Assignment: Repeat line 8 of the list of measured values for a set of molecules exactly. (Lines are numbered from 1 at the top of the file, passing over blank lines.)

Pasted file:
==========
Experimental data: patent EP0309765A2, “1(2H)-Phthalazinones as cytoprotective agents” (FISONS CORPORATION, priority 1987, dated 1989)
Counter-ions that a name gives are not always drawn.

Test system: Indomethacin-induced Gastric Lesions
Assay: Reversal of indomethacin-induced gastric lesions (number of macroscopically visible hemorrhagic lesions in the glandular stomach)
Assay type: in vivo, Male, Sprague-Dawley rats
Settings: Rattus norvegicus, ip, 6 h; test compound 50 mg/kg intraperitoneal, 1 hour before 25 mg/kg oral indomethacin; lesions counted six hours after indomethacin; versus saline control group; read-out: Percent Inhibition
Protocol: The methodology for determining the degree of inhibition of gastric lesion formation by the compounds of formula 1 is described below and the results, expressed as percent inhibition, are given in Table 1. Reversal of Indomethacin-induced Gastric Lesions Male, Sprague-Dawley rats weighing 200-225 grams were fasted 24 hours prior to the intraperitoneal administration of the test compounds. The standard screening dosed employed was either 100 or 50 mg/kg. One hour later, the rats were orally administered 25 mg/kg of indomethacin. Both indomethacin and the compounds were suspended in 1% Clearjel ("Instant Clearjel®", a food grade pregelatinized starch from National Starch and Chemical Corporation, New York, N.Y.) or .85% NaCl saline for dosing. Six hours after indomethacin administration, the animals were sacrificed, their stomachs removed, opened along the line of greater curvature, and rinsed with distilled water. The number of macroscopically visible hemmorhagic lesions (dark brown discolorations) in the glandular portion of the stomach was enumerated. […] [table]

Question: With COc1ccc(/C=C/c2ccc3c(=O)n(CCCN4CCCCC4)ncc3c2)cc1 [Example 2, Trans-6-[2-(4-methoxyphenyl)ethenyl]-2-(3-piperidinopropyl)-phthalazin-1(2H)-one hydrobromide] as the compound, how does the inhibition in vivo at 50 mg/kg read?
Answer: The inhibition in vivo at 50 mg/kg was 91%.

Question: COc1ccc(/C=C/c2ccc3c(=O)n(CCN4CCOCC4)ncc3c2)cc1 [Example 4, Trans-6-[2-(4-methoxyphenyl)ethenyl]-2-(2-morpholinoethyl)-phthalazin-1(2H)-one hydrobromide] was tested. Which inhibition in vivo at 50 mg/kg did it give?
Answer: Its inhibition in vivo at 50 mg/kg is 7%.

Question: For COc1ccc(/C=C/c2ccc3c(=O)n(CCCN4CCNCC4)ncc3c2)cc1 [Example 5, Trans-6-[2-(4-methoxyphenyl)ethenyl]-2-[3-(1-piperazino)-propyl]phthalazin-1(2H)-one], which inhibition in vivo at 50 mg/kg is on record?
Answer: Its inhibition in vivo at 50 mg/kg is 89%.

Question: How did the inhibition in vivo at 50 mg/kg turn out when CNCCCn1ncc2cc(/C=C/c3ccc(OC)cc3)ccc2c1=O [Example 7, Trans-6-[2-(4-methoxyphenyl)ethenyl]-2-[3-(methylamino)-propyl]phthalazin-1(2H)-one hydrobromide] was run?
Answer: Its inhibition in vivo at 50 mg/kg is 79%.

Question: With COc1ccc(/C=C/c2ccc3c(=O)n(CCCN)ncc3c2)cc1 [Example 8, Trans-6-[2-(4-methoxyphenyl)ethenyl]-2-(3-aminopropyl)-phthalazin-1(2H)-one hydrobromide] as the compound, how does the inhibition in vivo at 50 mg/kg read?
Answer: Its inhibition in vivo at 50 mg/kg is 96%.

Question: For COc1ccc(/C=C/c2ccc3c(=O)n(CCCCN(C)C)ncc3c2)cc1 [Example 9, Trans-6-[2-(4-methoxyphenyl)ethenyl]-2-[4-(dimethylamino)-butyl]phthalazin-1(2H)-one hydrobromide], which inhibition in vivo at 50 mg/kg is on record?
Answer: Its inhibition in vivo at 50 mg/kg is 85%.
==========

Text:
Question: With COc1ccc(/C=C/c2ccc3c(=O)n(CCCN4CCCCC4)ncc3c2)cc1 [Example 2, Trans-6-[2-(4-methoxyphenyl)ethenyl]-2-(3-piperidinopropyl)-phthalazin-1(2H)-one hydrobromide] as the compound, how does the inhibition in vivo at 50 mg/kg read?